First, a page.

Serving "humble pie" to an adult client doesn't sound like a good plan to me. If the rider is bored or feeling that they are not progressing fast enough, there are certainly ways to mix the lessons up a bit without putting either horse or rider in jeopardy.
        **********
        We move pretty fast for some rabid garden snails.
        -PaulaEdwina

        Comment

        • Original Poster

          #5
          We did do small x rails for the first time yesterday at the trot...he felt he should be jumping higher. But I explained how his balance wasn't where it needed it to be to go any higher at this time, apparently we have a disagreement there

          Comment


          • #6
            Perhaps if he saw pictures and/or videos of himself riding, he could see that he still needs to work on his basics.

            Comment


            • #7
              Give him more challenging flat work. Find something that is a little above his skill level (maintaining the canter on a 20m circle? 4 transitions per lap on a 20 m circle?) and then work on it until he can do it.

              When jumping on a straight away put a cone at the end of the ring so that he has to ride around it.

              Insist on precision, promptness and straightness in his halts after the jump.

              "Trot over this and then come back to a walk somewhere" is easy.

              "Trot in, decreasing your stride an inch each step to the base, land CANTERING, canter three strides and halt straight" will give him something to do.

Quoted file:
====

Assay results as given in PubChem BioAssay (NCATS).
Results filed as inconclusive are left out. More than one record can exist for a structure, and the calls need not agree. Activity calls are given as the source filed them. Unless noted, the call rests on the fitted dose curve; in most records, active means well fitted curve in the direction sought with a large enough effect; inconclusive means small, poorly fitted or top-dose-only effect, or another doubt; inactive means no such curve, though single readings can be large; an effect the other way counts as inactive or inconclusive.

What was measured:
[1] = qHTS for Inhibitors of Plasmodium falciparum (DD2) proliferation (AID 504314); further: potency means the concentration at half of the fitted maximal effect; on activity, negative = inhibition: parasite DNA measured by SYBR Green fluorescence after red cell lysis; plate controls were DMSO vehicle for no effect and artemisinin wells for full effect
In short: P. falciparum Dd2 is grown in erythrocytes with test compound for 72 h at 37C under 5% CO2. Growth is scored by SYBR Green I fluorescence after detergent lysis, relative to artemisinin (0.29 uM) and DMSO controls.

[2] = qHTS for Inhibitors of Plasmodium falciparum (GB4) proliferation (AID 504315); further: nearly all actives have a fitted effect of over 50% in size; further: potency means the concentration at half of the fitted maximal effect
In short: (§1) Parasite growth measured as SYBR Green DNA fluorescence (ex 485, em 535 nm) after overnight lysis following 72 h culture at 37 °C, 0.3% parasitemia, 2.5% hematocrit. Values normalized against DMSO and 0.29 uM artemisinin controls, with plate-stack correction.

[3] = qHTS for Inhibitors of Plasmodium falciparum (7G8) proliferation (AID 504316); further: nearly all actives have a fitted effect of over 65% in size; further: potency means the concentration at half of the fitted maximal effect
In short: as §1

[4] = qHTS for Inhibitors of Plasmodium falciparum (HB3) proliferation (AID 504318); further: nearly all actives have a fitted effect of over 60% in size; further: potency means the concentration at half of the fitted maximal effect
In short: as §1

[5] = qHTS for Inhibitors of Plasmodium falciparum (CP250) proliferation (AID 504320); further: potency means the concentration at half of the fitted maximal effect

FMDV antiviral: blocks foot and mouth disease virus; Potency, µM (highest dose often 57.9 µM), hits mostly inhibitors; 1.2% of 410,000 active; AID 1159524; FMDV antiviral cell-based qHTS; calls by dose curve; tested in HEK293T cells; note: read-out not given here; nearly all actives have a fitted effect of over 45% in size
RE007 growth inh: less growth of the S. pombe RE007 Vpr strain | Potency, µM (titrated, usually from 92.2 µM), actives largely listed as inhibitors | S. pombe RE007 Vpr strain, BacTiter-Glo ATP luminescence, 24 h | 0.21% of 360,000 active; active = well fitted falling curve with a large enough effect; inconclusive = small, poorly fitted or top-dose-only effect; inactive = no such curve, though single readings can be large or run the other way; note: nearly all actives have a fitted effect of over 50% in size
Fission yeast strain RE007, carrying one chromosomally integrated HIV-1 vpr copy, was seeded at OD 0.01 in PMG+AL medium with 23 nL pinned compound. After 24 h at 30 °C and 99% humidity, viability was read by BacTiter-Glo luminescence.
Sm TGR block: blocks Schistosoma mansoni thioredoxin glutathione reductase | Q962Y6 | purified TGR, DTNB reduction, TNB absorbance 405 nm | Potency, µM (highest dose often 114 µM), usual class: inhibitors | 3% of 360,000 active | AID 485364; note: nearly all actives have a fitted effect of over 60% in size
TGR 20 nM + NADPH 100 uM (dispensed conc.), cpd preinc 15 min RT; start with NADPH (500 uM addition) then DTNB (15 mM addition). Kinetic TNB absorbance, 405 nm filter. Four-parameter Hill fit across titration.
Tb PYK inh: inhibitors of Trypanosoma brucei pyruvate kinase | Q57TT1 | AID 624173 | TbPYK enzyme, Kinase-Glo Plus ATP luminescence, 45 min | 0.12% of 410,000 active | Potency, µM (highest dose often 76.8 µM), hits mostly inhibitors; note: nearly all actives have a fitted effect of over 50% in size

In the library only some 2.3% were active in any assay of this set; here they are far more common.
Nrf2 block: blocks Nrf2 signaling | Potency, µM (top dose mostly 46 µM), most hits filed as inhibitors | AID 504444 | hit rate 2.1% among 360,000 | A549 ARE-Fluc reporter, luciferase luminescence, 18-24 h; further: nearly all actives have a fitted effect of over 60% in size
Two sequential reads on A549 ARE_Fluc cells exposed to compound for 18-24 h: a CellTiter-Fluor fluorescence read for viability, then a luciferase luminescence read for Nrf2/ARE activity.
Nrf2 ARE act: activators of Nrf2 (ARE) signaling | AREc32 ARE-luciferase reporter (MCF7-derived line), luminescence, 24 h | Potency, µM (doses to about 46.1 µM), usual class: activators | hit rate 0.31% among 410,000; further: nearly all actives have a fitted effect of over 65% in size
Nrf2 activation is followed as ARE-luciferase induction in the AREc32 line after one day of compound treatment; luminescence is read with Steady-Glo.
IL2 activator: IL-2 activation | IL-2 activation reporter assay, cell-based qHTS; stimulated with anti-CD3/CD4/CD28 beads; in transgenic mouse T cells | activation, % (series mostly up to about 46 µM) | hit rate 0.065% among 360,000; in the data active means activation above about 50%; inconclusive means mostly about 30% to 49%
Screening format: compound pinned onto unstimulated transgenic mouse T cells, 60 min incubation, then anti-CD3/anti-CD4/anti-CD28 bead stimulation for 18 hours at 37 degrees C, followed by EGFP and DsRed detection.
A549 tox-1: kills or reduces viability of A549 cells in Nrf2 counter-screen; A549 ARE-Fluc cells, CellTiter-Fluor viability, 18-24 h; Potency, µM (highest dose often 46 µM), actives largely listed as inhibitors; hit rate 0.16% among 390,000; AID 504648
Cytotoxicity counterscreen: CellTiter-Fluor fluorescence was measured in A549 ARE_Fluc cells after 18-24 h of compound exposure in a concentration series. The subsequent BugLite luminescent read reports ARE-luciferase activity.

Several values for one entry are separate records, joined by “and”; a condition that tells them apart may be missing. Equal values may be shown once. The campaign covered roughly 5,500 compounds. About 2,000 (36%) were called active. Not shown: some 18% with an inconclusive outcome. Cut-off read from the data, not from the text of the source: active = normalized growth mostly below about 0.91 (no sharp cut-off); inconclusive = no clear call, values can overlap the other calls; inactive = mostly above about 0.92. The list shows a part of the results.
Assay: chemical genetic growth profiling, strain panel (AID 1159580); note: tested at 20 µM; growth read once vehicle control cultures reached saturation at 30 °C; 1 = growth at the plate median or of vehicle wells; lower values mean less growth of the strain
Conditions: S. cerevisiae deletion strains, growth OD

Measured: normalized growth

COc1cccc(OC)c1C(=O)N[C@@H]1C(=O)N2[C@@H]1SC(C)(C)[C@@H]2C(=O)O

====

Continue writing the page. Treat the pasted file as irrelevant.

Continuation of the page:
Yeah it's advanced for a beginner but that is the point. Give him something interesting to learn.
              The Noodlehttp://tiny.cc/NGKmT&http://tiny.cc/gioSA
              Jinxyhttp://tiny.cc/PIC798&http://tiny.cc/jinx364
              Boy Wonderhttp://tiny.cc/G9290
              The Hana is nuts! NUTS!!http://tinyurl.com/SOCRAZY

              Comment


              • #8
                How about setting some challenges for him instead of your knowing that he needs to be steadier and him thinking he is fine?
                Trot xx laps of the arena in two point.
                Canter xx laps of the arena in two point.
                Trot a series of trot poles at an even pace xx times.
                Putting up a small vertical that is the same height as a crossrail will make a lot of horses hop over it instead of a big step. Getting hit in the butt with the saddle can make you rethink how much work you need to keep doing. Try to get across to him that he needs to be able to keep his own balance on a moving platform and not depend on the horse for balance.